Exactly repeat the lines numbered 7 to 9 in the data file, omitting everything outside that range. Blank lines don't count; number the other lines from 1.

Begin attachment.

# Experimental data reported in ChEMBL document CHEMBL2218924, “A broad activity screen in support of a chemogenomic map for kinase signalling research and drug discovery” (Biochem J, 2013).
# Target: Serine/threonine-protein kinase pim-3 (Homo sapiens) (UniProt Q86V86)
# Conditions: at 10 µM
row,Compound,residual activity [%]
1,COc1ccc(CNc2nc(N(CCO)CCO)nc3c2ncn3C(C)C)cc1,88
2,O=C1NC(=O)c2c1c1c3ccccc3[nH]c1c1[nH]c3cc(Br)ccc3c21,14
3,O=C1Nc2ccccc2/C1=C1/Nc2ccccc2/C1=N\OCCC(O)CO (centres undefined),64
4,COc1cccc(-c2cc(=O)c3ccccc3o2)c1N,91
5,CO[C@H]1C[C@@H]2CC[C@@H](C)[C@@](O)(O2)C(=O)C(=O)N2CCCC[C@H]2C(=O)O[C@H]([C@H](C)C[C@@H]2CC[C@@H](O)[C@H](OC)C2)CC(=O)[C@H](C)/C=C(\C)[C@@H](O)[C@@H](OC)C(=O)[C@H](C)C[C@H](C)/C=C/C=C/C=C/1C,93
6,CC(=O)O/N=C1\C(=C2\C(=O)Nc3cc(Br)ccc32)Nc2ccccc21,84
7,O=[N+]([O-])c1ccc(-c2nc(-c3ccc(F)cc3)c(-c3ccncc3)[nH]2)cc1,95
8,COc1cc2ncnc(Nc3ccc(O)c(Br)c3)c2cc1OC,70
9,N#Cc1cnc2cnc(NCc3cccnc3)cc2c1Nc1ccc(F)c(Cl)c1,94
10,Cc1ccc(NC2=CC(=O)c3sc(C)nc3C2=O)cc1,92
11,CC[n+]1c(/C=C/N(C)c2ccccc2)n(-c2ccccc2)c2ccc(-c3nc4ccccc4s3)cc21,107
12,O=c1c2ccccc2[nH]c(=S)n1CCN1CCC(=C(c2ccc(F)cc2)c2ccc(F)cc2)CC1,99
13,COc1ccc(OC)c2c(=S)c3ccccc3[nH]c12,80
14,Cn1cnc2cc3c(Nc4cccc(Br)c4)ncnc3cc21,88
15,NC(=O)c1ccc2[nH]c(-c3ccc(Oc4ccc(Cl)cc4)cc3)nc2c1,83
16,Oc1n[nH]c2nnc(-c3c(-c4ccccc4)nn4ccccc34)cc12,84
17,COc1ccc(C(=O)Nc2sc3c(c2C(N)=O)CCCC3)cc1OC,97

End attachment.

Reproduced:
3,O=C1Nc2ccccc2/C1=C1/Nc2ccccc2/C1=N\OCCC(O)CO (centres undefined),64
4,COc1cccc(-c2cc(=O)c3ccccc3o2)c1N,91
5,CO[C@H]1C[C@@H]2CC[C@@H](C)[C@@](O)(O2)C(=O)C(=O)N2CCCC[C@H]2C(=O)O[C@H]([C@H](C)C[C@@H]2CC[C@@H](O)[C@H](OC)C2)CC(=O)[C@H](C)/C=C(\C)[C@@H](O)[C@@H](OC)C(=O)[C@H](C)C[C@H](C)/C=C/C=C/C=C/1C,93